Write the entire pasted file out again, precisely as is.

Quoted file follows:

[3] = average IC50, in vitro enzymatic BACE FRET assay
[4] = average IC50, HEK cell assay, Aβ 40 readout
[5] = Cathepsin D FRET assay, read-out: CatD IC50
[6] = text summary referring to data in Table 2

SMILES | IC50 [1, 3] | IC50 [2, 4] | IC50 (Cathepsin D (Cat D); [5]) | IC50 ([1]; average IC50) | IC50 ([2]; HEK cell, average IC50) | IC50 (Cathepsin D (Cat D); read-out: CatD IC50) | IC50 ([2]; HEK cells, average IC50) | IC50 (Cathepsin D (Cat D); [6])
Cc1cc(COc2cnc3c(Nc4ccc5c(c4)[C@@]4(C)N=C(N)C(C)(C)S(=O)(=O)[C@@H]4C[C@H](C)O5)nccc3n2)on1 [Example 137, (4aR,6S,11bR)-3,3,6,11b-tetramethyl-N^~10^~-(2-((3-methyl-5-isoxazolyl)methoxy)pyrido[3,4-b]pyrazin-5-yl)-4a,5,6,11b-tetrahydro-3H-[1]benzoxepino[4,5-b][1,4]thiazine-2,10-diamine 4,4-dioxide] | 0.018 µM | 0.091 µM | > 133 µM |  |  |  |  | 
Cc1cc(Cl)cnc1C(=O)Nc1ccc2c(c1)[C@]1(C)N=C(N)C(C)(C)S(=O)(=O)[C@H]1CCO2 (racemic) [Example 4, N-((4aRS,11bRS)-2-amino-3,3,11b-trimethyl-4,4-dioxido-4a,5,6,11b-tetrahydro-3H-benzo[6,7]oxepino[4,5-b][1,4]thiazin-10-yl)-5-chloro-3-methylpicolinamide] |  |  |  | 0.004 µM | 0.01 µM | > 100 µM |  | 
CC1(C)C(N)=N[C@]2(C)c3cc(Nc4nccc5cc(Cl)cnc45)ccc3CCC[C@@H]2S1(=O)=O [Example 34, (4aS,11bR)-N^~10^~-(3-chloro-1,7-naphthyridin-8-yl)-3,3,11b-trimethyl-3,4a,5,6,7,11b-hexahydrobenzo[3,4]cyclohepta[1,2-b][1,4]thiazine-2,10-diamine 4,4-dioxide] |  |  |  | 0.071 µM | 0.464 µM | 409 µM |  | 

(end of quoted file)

[3] = average IC50, in vitro enzymatic BACE FRET assay
[4] = average IC50, HEK cell assay, Aβ 40 readout
[5] = Cathepsin D FRET assay, read-out: CatD IC50
[6] = text summary referring to data in Table 2

SMILES | IC50 [1, 3] | IC50 [2, 4] | IC50 (Cathepsin D (Cat D); [5]) | IC50 ([1]; average IC50) | IC50 ([2]; HEK cell, average IC50) | IC50 (Cathepsin D (Cat D); read-out: CatD IC50) | IC50 ([2]; HEK cells, average IC50) | IC50 (Cathepsin D (Cat D); [6])
Cc1cc(COc2cnc3c(Nc4ccc5c(c4)[C@@]4(C)N=C(N)C(C)(C)S(=O)(=O)[C@@H]4C[C@H](C)O5)nccc3n2)on1 [Example 137, (4aR,6S,11bR)-3,3,6,11b-tetramethyl-N^~10^~-(2-((3-methyl-5-isoxazolyl)methoxy)pyrido[3,4-b]pyrazin-5-yl)-4a,5,6,11b-tetrahydro-3H-[1]benzoxepino[4,5-b][1,4]thiazine-2,10-diamine 4,4-dioxide] | 0.018 µM | 0.091 µM | > 133 µM |  |  |  |  | 
Cc1cc(Cl)cnc1C(=O)Nc1ccc2c(c1)[C@]1(C)N=C(N)C(C)(C)S(=O)(=O)[C@H]1CCO2 (racemic) [Example 4, N-((4aRS,11bRS)-2-amino-3,3,11b-trimethyl-4,4-dioxido-4a,5,6,11b-tetrahydro-3H-benzo[6,7]oxepino[4,5-b][1,4]thiazin-10-yl)-5-chloro-3-methylpicolinamide] |  |  |  | 0.004 µM | 0.01 µM | > 100 µM |  | 
CC1(C)C(N)=N[C@]2(C)c3cc(Nc4nccc5cc(Cl)cnc45)ccc3CCC[C@@H]2S1(=O)=O [Example 34, (4aS,11bR)-N^~10^~-(3-chloro-1,7-naphthyridin-8-yl)-3,3,11b-trimethyl-3,4a,5,6,7,11b-hexahydrobenzo[3,4]cyclohepta[1,2-b][1,4]thiazine-2,10-diamine 4,4-dioxide] |  |  |  | 0.071 µM | 0.464 µM | 409 µM |  | 